Tulane’s intersession legal boot camps have a new-ish kid on the block: a whole new track on trademark law.
The long-running legal boot camps – running for more than a decade – have long had programs for students to spend an intense week of training in criminal litigation, civil litigation, and transactional work. But now the Tulane Intersession program has a new feature: a trademark prosecution program.
A year ago, the trademark boot camp's pilot year received rave reviews from students. That is likely due to the fact that that everyone has a general knowledge of trademarks as a consumer, so the assignments feel practical in nature, rather than highly technical, said Professor Joel Feldman, who is the designer and director of Tulane's program.
“Nearly every lawyer, whether a transactional or litigation generalist or an intellectual property specialist will encounter trademark law at some point in their career,” said Feldman, “and it touches every industry. That’s why an experiential trademark law course made sense to me to offer.”
Feldman should know about the importance of trademarks to a wide variety of businesses. He is Co-chair of Greenberg Traurig’s Global Trademark and Brand Management Group, where he has been an attorney in the firm’s Atlanta office for nearly 18 years.
The Tulane program is focused on Trademark prosecution, said alumna Amy Parigi (NC '96, L ‘01) who this year co-taught the course with Feldman. “It is really focused on the practical application of trademark law – and on learning why you are applying certain legal concepts.”
Parigi, a partner at Verso Law Group in San Francisco, advises clients in all areas of brand protection. She previously served as the first General Counsel for the fashion brand TOM FORD and as General Counsel for the U.S. subsidiary of DHC, a global cosmetic and health food supplement brand. For much of her career, Parigi has forcused on corporate and commercial transactions involving significant IP matters.
Feldman, whose practice focuses on trademark clearance, prosecution, enforcement, and licensing, developed the curriculum for the trademark prosecution boot camp several years ago based on skills he wished his young associates had learned in law school and approached Tulane about incorporating trademark prosecution into its experiential learning curriculum. his year there were 11 students in the course, which Feldman said was the perfect number based on the boot camp’s format.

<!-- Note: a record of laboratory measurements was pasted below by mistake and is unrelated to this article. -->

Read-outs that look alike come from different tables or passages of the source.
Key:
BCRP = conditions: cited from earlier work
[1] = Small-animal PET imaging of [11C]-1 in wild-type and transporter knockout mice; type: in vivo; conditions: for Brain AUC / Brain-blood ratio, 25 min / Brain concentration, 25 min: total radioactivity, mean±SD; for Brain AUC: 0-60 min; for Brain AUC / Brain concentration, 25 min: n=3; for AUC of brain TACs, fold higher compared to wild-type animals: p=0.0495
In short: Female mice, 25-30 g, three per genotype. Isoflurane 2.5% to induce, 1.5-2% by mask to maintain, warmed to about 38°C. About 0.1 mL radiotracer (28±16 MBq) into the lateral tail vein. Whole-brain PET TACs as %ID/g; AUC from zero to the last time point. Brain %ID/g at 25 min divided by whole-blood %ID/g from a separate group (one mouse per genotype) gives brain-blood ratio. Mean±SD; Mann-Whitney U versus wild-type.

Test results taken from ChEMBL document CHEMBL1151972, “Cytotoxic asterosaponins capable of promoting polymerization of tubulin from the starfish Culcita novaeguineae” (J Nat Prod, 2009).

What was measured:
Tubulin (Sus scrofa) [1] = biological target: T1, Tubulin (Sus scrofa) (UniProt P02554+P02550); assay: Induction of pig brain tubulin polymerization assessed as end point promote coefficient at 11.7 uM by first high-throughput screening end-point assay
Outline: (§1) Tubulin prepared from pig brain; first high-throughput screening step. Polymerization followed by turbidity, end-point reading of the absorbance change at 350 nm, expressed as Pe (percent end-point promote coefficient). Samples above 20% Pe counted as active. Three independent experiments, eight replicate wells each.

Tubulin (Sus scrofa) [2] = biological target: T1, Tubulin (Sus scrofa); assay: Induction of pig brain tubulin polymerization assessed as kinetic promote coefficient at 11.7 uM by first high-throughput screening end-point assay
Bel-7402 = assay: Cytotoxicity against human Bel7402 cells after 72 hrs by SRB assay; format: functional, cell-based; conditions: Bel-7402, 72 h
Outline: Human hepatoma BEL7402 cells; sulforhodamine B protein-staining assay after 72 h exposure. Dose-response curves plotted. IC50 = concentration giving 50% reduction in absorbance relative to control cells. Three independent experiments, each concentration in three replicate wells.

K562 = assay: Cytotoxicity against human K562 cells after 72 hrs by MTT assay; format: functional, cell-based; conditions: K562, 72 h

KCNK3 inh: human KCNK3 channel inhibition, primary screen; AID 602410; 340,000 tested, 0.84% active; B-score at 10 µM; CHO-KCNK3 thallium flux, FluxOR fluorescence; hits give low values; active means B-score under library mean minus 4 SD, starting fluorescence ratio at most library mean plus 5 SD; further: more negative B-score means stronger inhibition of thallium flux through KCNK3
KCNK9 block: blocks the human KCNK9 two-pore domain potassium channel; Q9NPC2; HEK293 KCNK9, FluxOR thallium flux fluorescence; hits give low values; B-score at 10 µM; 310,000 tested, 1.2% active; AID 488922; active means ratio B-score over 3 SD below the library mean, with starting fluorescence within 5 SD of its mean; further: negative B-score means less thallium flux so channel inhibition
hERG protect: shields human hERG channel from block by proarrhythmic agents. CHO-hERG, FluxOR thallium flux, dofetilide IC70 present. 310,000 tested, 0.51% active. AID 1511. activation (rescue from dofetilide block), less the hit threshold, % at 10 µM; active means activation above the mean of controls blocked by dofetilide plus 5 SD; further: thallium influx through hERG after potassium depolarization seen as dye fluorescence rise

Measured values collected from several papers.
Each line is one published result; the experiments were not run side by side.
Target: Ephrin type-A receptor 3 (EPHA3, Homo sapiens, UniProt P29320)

The structure of the course walks students through the entire trademark application process – from clearing a trademark to filing a trademark application to responding to an office action and an opposition, with each step emphasizing the importance of communication with the fictional client. Each student is assigned their own trademark with its own issues and Feldman “individualizes each student’s experience,” said Parigi. “It’s incredible how detailed he is.”
Intense it may be, but the one-week course has also become a favorite for students.
“The trademark prosecution class was my favorite class I’ve taken at Tulane Law,” said 2L student Marie Gosserand. “Professor Feldman did a great job simulating the process of filing and defending a trademark – we even got a registration certificate for our marks on the last day. I appreciated the thought and effort he put into planning the course for us.”
"The Trademark Prosecution Boot Camp program was an enriching experience that provided a comprehensive understanding of trademark prosecution," said 3L Kaitlin Tang. "The week-long program simulated real-world trademark practice within the confines of a law school classroom, which was a unique and invaluable experience. Between being guided by a practicing attorney and having a multitude of industry professionals speak with the class every day, it was truly an inspiring week."
Sydney Williams, a 3L in sports law, said she found the course applicable to her studies.
“The Trademark Prosecution Bootcamp was one of the best experiences I’ve had thus far at Tulane Law," said Williams. "Professor Feldman designs the course so that you can maximize the week-long course. From drafting trademark applications with the USPTO and learning the best practices for client communications, to hearing from Trademark practitioners for the world’s leading brands offered an enriching opportunity that many law students dream of.”
Even as students love the program, so does Feldman, for several reasons.
"The students are engaged and interested, their effort and work product is great, and they will be my professional colleagues at some of the country’s pre-eminent law firms and in-house legal departments in no time,” he said. “The administration has been so helpful and welcoming and has made Tulane Law feel like home,” he added.
Feldman also enjoys collaborating with the law school’s full-time intellectual property professors, even guest lecturing during the fall semester’s IP Survey course.
“And for me, I really love teaching and giving back,” Feldman said.